I have a jacket similar to the TNG jacket in Science/Medical Blue with the communicator badge and Lieutenant Commander collar insignia. I also have a very rare Starfleet Chaplain pin with a white Greek Cross on it.  This came out of one of the old TOS Technical Manuals dealing with rank and branches of Starfleet.

So I guess I am a Trekkie, or Trekker, depending on which Star Trek sect I belong, but nonetheless, Star Trek has been, and will remain part of my life.  Thanks Gene Roddenberry, and all who over the years have brought the Star Trek universe to us.

Live long, and prosper my friends.

Peace,

Padre Steve+

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Filed under christian life, faith, Loose thoughts and musings, philosophy, Religion, star trek

Star Trek God and Me: Ecclesiastical Tyranny Today, the Drumhead Revisited

Picard being interrogated by Satie and her assistants (Paramount Pictures)

We think we’ve come so far. Torture of heretics, burning of witches it’s all ancient history. Then – before you can blink an eye – suddenly it threatens to start all over again. Captain Lean Luc Picard (Patrick Stewart) Star Trek the Next Generation “The Drumhead”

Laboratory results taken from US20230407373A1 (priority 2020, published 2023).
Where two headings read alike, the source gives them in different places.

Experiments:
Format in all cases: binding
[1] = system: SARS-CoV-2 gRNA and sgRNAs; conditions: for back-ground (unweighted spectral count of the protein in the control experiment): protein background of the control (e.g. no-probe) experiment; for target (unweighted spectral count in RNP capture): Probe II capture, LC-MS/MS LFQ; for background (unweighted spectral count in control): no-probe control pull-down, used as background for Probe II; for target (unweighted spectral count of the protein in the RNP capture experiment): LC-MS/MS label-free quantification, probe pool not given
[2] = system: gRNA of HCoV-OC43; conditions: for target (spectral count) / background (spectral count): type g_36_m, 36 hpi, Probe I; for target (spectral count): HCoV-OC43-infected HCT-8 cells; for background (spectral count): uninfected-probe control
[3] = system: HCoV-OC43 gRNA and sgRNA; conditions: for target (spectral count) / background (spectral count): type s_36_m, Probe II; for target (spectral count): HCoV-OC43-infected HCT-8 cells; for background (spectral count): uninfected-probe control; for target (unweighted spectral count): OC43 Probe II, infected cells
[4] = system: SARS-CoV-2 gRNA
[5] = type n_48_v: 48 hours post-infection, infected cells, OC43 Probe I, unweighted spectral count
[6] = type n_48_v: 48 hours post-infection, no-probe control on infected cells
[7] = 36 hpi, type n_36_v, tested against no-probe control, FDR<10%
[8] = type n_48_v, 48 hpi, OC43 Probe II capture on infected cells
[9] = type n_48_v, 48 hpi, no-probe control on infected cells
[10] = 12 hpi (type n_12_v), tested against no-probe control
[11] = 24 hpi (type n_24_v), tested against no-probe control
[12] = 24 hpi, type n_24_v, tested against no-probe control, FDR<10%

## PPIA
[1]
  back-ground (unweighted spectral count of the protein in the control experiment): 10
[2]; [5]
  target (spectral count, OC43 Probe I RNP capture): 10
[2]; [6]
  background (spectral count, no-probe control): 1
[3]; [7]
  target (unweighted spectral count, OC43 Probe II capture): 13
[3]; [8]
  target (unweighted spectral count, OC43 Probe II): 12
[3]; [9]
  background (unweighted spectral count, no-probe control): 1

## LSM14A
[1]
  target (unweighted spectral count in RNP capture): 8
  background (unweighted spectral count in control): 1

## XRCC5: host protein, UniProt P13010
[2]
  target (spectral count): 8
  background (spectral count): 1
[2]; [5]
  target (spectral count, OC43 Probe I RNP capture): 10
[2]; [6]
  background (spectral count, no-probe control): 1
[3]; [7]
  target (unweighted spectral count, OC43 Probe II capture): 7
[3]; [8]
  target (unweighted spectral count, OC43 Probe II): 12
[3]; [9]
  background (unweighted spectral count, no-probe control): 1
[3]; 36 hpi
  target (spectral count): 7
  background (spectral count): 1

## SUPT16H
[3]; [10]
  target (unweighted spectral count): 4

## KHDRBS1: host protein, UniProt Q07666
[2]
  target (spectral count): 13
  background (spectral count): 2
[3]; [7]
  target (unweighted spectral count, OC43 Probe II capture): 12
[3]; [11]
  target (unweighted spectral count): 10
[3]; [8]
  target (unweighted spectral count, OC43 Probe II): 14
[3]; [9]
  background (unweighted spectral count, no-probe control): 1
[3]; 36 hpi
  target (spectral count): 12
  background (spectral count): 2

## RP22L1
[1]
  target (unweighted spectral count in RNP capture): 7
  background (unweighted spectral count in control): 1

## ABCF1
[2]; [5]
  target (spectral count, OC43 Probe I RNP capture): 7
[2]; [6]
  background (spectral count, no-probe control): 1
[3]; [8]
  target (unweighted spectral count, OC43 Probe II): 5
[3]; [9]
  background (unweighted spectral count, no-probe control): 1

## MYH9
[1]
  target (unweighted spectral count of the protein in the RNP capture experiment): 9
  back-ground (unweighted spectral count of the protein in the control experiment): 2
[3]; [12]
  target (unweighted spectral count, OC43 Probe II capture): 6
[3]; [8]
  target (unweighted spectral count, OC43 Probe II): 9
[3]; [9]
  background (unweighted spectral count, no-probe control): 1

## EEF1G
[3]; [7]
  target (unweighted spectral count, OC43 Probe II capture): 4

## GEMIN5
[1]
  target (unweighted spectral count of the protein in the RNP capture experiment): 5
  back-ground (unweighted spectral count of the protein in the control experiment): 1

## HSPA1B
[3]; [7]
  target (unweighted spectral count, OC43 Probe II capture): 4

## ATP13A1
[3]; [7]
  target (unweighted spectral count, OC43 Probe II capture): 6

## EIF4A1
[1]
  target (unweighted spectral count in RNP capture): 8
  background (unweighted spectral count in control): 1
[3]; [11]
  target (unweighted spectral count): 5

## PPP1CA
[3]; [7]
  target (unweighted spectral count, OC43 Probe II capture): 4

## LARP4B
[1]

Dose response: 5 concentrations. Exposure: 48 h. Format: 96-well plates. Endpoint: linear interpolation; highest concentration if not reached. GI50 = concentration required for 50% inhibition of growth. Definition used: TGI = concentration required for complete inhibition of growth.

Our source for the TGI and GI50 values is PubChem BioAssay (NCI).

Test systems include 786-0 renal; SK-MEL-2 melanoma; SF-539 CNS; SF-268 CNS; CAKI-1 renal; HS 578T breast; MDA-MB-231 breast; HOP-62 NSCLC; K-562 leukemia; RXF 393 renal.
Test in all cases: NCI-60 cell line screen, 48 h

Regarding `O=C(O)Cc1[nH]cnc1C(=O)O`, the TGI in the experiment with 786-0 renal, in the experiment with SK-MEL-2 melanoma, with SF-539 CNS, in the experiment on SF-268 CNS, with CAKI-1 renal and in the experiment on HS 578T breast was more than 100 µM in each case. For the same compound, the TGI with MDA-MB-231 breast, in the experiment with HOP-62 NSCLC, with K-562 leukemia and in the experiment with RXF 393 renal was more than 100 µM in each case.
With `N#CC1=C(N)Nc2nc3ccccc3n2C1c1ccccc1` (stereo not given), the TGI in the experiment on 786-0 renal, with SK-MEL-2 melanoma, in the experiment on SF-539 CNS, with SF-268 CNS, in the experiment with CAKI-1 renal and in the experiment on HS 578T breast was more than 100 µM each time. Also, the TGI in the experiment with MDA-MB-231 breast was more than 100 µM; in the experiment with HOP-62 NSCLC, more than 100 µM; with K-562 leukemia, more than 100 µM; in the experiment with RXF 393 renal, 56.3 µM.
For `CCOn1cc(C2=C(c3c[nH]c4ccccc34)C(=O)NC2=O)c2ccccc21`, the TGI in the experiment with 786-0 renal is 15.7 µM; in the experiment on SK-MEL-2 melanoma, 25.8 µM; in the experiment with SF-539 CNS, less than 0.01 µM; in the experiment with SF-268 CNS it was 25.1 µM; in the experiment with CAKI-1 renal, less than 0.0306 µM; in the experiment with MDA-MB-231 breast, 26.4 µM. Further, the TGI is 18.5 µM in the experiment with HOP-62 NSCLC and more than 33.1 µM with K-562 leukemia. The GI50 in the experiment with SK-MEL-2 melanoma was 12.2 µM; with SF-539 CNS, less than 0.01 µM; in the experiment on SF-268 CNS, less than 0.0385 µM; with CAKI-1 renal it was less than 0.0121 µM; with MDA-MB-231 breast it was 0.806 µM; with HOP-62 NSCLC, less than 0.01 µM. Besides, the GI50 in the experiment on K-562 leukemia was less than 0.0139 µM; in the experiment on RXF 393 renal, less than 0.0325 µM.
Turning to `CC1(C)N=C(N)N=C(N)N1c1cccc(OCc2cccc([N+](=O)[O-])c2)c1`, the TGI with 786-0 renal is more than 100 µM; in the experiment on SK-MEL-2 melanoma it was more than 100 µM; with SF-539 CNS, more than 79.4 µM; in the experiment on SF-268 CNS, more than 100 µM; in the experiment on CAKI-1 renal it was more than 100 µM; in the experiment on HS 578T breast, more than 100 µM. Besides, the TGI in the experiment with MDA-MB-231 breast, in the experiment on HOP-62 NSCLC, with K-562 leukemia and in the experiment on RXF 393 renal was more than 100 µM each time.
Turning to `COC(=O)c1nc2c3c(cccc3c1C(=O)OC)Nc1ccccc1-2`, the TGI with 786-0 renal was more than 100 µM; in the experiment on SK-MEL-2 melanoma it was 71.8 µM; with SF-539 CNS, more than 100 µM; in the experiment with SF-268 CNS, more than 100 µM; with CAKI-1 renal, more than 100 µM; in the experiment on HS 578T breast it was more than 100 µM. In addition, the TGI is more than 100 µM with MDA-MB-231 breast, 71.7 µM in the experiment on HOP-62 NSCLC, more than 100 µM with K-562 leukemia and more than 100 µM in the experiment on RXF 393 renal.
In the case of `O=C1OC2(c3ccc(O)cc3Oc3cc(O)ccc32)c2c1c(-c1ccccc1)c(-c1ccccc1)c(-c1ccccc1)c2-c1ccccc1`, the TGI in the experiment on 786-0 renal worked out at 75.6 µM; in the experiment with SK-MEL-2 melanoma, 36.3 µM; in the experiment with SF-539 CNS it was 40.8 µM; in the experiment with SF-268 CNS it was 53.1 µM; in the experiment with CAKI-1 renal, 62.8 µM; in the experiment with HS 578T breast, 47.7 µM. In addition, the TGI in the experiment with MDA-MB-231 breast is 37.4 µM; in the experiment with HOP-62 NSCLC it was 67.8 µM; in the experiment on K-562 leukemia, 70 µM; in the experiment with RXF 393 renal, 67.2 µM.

Back in May of 2009 when still struggling with faith, belief and God as I wrestled with PTSD and a number of other life issues I wrote an article entitled Star Trek, God and Me 1966 to 2009 . At the time I was pretty much a mess but as I wrote it I realized that all of life is connected and my Christian faith does not occur in a void that has no connection with the rest of life. It is this rediscovery of the reality of faith that helps guide me now. I make no claims to be correct on everything and I am much more apt to err on the side of grace, although I have a lot of difficulty with those that use the Christian faith as a weapon to subjugate others and to deny civil and religious rights and human dignity to those that believe differently than they do.  This is why I write today.